An international relief operation is picking
© Gonzalo Gaudenzi/AP Photo
An international relief operation is picking up momentum after Hurricane Dorian flattened communities in the Bahamas
As recovery teams make their way to the hardest hit islands in the Bahamas, the death toll from Hurricane Dorian's strike on the archipelago has risen to 30.

Prime Minister Hubert Minnis said the death toll was expected to rise as storm rescue workers scour islands.

The Bahamian government sent hundreds of police and marines into the stricken islands, along with doctors, nurses and other health care workers. The U.S. Coast Guard, Britain's Royal Navy and relief organizations, including the United Nations and the Red Cross, joined the growing effort to rush food and medicine to survivors and lift the most desperate people to safety by helicopter.

"We are seeing bravery and fortitude of Bahamians who endured hours and days of horror," Minnis said. "Our urgent task will be to provide food, water, shelter and safety and security."




Dr. Duane Sands, the Bahamas' minister of health, echoed the prime minister's prediction of more fatalities, telling MSNBC on Thursday that the government expects the death toll to "increase significantly."

Sands said 80 people with injuries were evacuated from the island of Abaco and five or six from Grand Bahama island. He said injuries ranged from broken bones to head injuries to "maternity-based issues." Sands said some among the dead succumbed to their injuries after being evacuated.

Dorian, which had Category 5 winds of 185 mph when it slammed into the island chain Sunday, is the strongest hurricane to make landfall in the Atlantic basin since 1935. Rescue efforts were hampered as Dorian stalled, grinding in place for hours instead of moving back over open ocean.

As help arrived, survivors described a horrific lashing from Dorian. Donnie Carey, 75, told NBC News that he and his wife had to flee to a friend's house after a storm surge near 25 feet sent water "bursting in the bottom of the house."

He said he feared he and wife would drown if they did not leave.

"The roof started to peel off," Carey said. "It was unbelievable."

Early reports said 13,000 homes and businesses were destroyed, but the final tally is likely to be much higher.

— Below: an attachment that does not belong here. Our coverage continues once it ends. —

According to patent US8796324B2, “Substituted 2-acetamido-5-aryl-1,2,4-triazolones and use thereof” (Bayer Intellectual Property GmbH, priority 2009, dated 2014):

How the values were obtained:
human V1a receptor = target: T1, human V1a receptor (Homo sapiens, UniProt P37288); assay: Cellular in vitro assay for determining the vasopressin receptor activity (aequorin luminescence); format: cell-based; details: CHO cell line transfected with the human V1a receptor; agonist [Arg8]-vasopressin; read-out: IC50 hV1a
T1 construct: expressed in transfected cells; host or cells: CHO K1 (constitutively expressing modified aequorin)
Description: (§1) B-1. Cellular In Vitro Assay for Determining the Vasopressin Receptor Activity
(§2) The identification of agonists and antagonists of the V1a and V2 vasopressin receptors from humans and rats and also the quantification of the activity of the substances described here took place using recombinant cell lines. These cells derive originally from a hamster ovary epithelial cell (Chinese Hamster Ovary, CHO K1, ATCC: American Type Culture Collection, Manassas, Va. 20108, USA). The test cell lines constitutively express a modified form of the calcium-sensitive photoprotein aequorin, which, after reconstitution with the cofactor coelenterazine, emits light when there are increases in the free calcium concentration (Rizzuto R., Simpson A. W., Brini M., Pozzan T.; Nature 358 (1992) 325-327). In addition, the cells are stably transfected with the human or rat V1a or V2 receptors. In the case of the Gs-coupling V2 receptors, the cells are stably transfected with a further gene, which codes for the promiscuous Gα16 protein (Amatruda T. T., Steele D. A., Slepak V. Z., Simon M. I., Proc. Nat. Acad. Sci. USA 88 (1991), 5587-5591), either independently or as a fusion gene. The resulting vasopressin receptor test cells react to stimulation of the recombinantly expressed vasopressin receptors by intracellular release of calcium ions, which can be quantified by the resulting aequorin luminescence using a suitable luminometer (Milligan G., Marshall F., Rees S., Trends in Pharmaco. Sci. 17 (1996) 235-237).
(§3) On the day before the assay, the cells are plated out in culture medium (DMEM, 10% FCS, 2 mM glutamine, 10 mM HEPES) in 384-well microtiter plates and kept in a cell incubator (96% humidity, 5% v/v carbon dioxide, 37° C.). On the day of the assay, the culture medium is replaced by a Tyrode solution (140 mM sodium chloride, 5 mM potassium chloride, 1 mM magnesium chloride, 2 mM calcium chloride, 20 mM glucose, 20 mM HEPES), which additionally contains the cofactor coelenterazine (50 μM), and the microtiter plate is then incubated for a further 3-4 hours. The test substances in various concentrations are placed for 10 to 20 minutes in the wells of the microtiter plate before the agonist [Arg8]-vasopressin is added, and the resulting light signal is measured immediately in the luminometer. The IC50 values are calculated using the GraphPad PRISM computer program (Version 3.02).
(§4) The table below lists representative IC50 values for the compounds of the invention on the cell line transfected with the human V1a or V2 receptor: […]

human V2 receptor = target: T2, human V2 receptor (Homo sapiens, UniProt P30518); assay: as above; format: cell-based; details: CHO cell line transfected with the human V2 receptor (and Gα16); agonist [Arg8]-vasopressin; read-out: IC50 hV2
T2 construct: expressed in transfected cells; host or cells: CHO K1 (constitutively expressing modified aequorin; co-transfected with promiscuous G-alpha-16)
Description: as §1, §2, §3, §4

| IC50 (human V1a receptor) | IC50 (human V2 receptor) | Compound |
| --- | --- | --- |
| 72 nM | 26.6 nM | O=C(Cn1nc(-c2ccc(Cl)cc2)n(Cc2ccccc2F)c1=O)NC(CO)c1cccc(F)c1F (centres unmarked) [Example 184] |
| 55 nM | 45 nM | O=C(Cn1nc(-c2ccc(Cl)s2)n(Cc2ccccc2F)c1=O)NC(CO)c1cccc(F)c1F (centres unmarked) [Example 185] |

"It's total devastation. It's decimated. Apocalyptic," said Lia Head-Rigby, who helps run a hurricane relief group and flew to Abaco island. "It's not rebuilding something that was there; we have to start again."

Nassau, about 90 miles south of Abaco, was largely untouched by the storm, but the city is bustling with relief workers from the World Health Organization and USAID, among others, as authorities begin restoring access to Abaco and Marsh Harbor. Helicopter charter companies are booked up for days, and regular ferry service has not yet launched. The Marsh Harbor airport remained closed Thursday because of damage.

The Red Cross expected a supply plane to land in Nassau, the staging area for many relief efforts.

"Getting relief to people in need is our No. 1 priority," Jenelle Eli of the International Federation of Red Cross and Red Crescent Societies said in a statement. "We are doing everything we can to get aid to hard-to-reach places in the wake of Hurricane Dorian. Damaged roads and telecommunications infrastructure present challenges, but Red Cross teams are working around the clock to respond to this devastating storm."

Sandra Cooke, co-founder of Restoration Abaco, which partnered with Project Hope in the Bahamas, warned of desperate measures as the lack of supplies turned critical, CBS News reported. "The looting has begun, and these people are armed," Cooke said. "They're going after homes that are still intact that have generators, maybe food. It's bad."

An 11-person team flew over some of the worst-affected parts of Abaco in a Coast Guard HC-144 plane. Their primary goal, the Hurricane Dorian Response Management Team said, is to assess damage as they define their relief response.

Total insured and uninsured property losses in the Bahamas, not including infrastructure and autos, could hit $7 billion, according to an estimate from the catastrophe modelers Karen Clark & Co., The Associated Press reported.

The U.S. Coast Guard, providing assistance with air operations based out of Andros, Bahamas, sent in multiple cutters and 17 shallow-water rescue boat teams.